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Avatar therapy holds potential as adjunct therapy for schizophrenia

Published on 24/11/17 at 09:08am

Experts have developed a new form of therapy for patients living with schizophrenia, by allowing those individuals to speak to a generated ‘avatar’ of a voice they are struggling with.

This type of therapy allowed the patients to speak directly to the image they had created of their voice, in order to gain control over the voice and minimise its impact on their lives.

The research involved 150 participants, who were equally divided into standard one-to-one counselling and three-way sessions between the therapist, patient and the voice they wished to minimise.

A counsellor, through voice-altering technology, was able to mimic the voice troubling the patient, allowing the patient to gain the upper-hand in conversations.

The latter form of treatment was shown to rapidly minimise the auditory verbal hallucinations by the 12-week period, with some patients reporting the complete disappearance of the voice. By the 24-week analysis, outcomes were found to be largely even between those treated by traditional counselling and those that received avatar therapy.

However, it should be noted that the avatar therapy only took place over six sessions, over a six-week period. This opens up the potential to see that, if the therapy is sustained, outcomes could be vastly improved over traditional methods alone.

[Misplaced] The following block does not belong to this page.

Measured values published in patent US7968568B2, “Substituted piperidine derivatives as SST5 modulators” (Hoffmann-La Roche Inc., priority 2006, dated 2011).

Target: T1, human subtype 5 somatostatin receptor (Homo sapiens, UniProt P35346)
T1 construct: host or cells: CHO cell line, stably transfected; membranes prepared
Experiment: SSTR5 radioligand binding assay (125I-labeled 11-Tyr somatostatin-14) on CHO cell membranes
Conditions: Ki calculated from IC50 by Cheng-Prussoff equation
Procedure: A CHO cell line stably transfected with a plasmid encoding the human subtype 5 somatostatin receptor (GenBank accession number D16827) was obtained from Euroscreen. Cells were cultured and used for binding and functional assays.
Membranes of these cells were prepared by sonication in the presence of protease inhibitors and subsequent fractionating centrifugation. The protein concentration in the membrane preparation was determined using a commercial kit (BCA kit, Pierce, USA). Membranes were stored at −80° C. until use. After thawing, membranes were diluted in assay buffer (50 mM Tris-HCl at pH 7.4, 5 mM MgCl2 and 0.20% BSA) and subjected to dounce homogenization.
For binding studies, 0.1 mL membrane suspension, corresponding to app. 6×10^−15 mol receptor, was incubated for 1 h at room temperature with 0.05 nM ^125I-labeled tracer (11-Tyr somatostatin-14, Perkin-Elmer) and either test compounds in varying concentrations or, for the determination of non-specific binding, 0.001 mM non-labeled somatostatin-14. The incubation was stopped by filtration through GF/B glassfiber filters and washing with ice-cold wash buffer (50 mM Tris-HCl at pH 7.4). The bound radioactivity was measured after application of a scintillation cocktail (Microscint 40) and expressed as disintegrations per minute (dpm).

Ann Mills-Duggan, from Wellcome’s Innovations team who funded the £1.3m trial, said: “Avatar therapy is a promising new approach and these early results are very encouraging. If the researchers can show that this therapy can be delivered effectively by different therapists in different locations, this approach could radically change how millions of psychosis sufferers are treated across the world.”

To create the avatar, the patients worked with a therapist to design an image that fit the voice they were most keen to stop hearing. This resulted in images, such as the above, where every aspect of the face could be tweaked to fit the patients’ impressions.

Schizophrenia is a psychiatric disorder that approximately one in 100 people suffer globally.

All participants in the trial received therapy alongside anti-psychotic medication and the therapy offers hope that innovative means of therapy may be able to offer valuable adjunct therapies that, in combination, can allow patients to go on to live unaffected by their condition.

Ben Hargreaves

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